Automatic external defibrillator use
In accordance with our recommendation of having an AED at all sporting events for LQTS children participating in any type of sports, many patients had access to a personal AED as described in Table 1. During a follow-up of 755 patient-years, there were no events that triggered AED use.
Due to an association of sudden death during exercise (11,12), limiting or avoiding significant physical activity has been recommended in individuals with certain genetic cardiovascular disorders (7). Sports eligibility guidelines for patients with LQTS have been predicated on the concept that intense physical exertion and increased catecholamine surges may create greater susceptibility to sudden death in the setting of an unstable cardiac repolarization substrate (13). Consequently, sports disqualification for patients with LQTS, in accordance with current guidelines, is commonly adopted by physicians (7). More recent literature has demonstrated a significant risk reduction in patients compliant with beta-blocker therapy, further fueling the debate (13).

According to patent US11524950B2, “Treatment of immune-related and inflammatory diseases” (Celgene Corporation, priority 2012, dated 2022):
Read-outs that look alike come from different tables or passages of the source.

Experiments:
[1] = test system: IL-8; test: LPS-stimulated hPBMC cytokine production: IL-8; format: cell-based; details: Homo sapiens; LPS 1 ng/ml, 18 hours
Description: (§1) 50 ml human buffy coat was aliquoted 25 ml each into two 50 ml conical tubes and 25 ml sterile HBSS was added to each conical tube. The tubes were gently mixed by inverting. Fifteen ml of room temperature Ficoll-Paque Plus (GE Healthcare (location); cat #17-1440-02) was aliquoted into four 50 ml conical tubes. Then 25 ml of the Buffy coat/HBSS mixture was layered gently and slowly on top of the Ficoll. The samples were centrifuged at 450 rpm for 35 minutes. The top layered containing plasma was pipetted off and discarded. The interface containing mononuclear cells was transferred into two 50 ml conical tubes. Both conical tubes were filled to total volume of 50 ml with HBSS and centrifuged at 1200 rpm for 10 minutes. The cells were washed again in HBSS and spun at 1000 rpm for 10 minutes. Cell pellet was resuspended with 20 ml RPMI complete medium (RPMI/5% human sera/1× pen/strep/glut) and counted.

Apart from the current series in which we focus on sports participation in school-age children with LQTS, there is only 1 other study describing the outcome of athletes with LQTS engaging in competitive sports. Johnson and Ackerman (9) reported no deaths and observed only 1 athlete experiencing 2 LQTS-related cardiac events during athletics in 650 patient-years of follow-up. Our results mirror those of the aforementioned study, however, there are several differences. First, our analysis was aimed primarily at school-age LQTS children. The average age at diagnosis of our LQTS cohort was 8.4 ± 5.6 years of age compared to 17 ± 11 years of age in the study by Johnson and Ackerman (8,9). Second, our analysis was not restricted to competitive athletes. While competitive athletes distinguish themselves with systematic training and participate in regular competition, young people participating in recreational, nonorganized sports and physical education classes are also capable of intense physical exertion and some may place an equally high premium on excellence and achievement. In fact, the majority of sudden death events have been reported to occur in young persons who are not competitive athletes (11,14). We therefore felt it important to also analyze the outcomes of LQTS children engaged in recreational sports and school-based physical education programs in addition to competitive sports. The majority of our patients (n = 90, 88%) were previously participating in some type of sports at the time of initial evaluation and continued to pursue sports despite the diagnosis of LQTS and discussion of Bethesda guidelines. Finally, beta-blocker treatment was prescribed to 100% of our patients irrespective of genotype.